Revealing the heart of Viking Dublin Wood Quay
Between 1974 and 1981, excavations in Dublin’s historic centre revealed a vast swathe of intact archaeology spanning most of the Viking-founded town’s Scandinavian occupation. Now the full findings have been published for the first time in a landmark new book. Carly Hilts takes a tour through the Viking streets.
As Pat Wallace stood in the shadow of Dublin’s Christ Church Cathedral in 1974, the view that lay before him was truly spectacular. It was not the soaring religious building that held his attention, though, but something a little closer to the earth. Pre-development clearance of the Irish capital’s historic centre had laid bare an early medieval time capsule: waterlogged layers of well-preserved archaeology some 3m deep, containing unprecedented echoes of the town’s Viking past. With over 100 houses, thousands of objects,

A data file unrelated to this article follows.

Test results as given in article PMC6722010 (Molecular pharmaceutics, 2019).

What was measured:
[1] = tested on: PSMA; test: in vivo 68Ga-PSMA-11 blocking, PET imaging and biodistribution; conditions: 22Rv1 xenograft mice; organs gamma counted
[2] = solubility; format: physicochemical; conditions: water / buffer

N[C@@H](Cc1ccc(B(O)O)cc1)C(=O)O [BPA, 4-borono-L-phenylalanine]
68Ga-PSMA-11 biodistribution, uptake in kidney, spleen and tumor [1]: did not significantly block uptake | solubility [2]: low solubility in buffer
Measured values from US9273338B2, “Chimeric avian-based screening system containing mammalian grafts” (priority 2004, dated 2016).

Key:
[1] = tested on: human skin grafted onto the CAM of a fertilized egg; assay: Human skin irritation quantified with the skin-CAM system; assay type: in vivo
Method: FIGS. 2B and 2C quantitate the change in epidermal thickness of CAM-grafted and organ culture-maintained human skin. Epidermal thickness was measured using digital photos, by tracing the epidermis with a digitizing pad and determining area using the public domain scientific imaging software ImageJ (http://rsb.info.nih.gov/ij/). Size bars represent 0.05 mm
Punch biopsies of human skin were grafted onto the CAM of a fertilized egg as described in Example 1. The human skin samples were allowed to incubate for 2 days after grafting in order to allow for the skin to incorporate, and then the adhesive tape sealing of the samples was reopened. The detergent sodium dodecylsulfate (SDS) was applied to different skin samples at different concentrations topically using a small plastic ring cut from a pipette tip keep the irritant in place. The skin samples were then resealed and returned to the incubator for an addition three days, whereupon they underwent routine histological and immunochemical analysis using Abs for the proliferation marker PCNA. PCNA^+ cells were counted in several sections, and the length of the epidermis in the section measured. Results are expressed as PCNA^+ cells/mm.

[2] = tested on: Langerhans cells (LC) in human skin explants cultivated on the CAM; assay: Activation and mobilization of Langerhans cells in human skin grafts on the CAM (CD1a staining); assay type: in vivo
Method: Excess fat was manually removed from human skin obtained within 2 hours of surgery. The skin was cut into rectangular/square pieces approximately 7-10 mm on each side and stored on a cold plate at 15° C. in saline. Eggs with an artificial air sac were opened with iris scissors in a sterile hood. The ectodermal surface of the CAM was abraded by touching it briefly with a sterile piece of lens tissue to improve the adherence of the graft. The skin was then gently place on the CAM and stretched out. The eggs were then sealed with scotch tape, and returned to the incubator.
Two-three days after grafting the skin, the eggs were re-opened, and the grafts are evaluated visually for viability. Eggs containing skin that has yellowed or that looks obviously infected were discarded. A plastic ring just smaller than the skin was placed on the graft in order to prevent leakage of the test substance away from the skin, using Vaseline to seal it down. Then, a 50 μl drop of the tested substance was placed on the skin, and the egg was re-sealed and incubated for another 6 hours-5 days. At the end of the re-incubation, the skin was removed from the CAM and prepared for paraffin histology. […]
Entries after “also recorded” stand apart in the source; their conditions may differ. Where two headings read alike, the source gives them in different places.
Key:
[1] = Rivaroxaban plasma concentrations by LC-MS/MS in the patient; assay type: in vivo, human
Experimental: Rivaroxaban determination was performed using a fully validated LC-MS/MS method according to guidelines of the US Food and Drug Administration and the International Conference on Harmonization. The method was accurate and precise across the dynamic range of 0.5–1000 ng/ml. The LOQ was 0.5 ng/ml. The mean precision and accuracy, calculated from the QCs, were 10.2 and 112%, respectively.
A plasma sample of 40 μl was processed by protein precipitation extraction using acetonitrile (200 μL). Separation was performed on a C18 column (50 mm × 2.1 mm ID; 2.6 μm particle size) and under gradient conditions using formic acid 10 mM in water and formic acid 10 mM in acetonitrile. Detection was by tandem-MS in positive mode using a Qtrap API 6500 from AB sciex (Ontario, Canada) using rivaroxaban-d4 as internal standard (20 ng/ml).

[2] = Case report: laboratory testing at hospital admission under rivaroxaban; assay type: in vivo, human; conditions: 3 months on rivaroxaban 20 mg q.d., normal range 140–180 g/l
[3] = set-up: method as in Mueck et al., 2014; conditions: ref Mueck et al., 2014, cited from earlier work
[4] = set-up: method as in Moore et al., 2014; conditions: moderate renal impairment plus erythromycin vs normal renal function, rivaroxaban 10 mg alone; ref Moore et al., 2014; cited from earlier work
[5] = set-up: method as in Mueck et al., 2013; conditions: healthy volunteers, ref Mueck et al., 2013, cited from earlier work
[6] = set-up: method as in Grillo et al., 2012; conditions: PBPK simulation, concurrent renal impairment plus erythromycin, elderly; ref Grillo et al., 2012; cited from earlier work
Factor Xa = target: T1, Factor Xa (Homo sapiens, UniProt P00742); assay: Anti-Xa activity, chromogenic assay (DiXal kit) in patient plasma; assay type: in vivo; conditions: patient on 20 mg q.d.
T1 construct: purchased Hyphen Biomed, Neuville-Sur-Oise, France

and a wealth of environmental evidence, the four-acre site at Wood Quay would shed light on every aspect of life in the early medieval settlement over a period of five centuries. And, at the age of just 25, Wallace had been placed in charge of the entire investigation.
The discoveries came to light because the Dublin Corporation (now Dublin City Council) had selected Wood Quay as the site of its new headquarters, and it was not a project without controversy. Pioneering work by the late Breandán Ó Ríordáin (1927-2017; Pat’s predecessor both in excavating Viking Dublin, and as Director of the National Museum of Ireland) had previously demonstrated the extent of surviving archaeology from this period in the town, and as the significance of what lay beneath the surface at Wood Quay became clear, calls to halt the development grew in volume. A campaign spearheaded by Prof. F X Martin – chairman of the Friends of Medieval Dublin – culminated